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Sorry, I am not remotely SW USA; and this is an old thread.  With some learned people responding, and some deletions.

As far as I know, beavers are natively just in North America.  So a question is; what happened in places where beaver were not present.

I've read some things about introducing beaver to southern South America; and I really have no clue as to whether is was successful, a disaster or something else.

The right to impound water is controlled by the province here.  The watershed of the river which provides water to the city 1 mile north of me; has seen tremendous incision over the years.  And I pointed out work on stream incision involving beaver dam analogues (mostly in Oregon).

I would like to have a source of water to water trees in May/June/July.  Typically August is drought, which does a wonderful job of preparing trees for winter.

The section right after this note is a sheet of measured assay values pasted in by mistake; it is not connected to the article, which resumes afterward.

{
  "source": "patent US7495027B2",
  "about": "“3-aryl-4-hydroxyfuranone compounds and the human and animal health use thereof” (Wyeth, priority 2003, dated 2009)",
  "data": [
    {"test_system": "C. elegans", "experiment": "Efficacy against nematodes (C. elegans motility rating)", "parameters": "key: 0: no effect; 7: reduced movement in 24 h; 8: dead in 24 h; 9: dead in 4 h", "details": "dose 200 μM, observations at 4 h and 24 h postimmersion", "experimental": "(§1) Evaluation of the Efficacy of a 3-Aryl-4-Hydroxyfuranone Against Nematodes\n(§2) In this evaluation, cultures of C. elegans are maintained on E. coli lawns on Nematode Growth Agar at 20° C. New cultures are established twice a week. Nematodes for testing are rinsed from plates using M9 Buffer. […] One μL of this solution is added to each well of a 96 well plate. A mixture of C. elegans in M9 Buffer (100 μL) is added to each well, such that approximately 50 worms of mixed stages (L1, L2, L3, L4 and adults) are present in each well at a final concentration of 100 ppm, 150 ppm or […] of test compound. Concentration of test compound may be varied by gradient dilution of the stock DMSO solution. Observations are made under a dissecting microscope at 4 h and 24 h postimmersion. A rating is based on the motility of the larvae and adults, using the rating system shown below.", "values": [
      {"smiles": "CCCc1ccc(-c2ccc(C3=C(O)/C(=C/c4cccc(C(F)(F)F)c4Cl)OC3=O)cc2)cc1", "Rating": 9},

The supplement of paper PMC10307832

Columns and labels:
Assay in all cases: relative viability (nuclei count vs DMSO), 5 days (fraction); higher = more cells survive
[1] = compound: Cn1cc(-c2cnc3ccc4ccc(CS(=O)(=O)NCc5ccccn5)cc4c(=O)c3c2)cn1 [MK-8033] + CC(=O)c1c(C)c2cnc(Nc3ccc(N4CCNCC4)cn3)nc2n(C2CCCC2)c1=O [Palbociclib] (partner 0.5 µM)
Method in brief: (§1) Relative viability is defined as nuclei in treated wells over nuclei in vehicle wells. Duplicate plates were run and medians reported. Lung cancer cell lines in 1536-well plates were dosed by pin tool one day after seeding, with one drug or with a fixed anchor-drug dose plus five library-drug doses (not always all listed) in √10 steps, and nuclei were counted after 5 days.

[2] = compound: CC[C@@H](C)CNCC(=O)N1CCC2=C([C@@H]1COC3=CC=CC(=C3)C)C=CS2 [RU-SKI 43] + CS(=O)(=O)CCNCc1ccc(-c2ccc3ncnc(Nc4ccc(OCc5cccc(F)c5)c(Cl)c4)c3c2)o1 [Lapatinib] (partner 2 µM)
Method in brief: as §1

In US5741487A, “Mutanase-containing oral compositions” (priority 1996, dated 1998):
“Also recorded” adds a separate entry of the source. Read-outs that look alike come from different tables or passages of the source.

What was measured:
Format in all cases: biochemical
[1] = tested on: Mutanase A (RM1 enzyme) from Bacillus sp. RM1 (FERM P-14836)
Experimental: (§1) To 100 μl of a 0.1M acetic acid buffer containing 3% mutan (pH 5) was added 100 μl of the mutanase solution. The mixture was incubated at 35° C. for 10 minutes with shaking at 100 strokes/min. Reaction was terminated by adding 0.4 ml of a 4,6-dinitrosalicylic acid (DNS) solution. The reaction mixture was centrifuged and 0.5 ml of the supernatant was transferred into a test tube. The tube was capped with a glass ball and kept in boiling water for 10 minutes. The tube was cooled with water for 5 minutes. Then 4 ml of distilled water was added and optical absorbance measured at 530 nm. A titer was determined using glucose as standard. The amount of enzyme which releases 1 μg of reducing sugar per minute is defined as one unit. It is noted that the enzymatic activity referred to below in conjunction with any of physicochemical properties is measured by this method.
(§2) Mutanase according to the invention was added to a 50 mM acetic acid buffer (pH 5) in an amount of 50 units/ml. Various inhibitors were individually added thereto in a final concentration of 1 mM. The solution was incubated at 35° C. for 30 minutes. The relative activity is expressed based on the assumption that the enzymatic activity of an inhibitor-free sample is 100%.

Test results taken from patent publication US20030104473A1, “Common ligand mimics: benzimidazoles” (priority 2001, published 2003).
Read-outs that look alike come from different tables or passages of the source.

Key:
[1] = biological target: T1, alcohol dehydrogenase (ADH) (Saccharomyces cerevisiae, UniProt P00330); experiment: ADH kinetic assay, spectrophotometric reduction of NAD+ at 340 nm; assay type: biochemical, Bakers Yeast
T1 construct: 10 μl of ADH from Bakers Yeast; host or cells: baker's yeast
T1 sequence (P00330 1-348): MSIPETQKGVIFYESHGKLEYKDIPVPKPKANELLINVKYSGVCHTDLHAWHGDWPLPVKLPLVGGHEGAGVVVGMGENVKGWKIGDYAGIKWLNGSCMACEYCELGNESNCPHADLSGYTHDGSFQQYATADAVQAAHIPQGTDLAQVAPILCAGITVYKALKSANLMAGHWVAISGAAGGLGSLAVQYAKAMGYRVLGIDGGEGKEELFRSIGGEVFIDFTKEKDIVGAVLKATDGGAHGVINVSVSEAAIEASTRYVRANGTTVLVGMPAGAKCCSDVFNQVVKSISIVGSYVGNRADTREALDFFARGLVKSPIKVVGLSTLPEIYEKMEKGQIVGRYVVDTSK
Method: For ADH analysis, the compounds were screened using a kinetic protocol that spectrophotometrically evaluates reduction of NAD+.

I am thinking a BDA (Beaver Dam Analogue) would be useful.  The landscape in my mind isn't quite what the real landscape is.  With a LOT of work, a person could probably build a 10 foot tall BDA (I've no idea on the distribution of dam heights for beaver dams).  It would be much easier to build a 2-3 foot BDA.  I have no idea what a real beaver dam in a similar topology would be.

---

Having read many papers out of (NOAA/Oregon?) on BDAs, it is possible that beavers could happen across a BDA and decide to make it home.  And they apparently do a much better job at building such dams than us lowly humans.

Beavers like to eat bark.  And in cutting down trees they will eat bark.  But at some point the dam is finished; and the beaver needs some food.  It's possible that the beaver has built up a large family; because the humans were so poor at building the dam.  So they will have a much larger food demand than when they first moved in to take over the work of these shoddy humans.